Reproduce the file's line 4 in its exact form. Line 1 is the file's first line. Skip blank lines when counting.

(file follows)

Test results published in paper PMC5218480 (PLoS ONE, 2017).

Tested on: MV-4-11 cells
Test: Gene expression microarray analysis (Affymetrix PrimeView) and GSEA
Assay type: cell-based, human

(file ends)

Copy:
Assay type: cell-based, human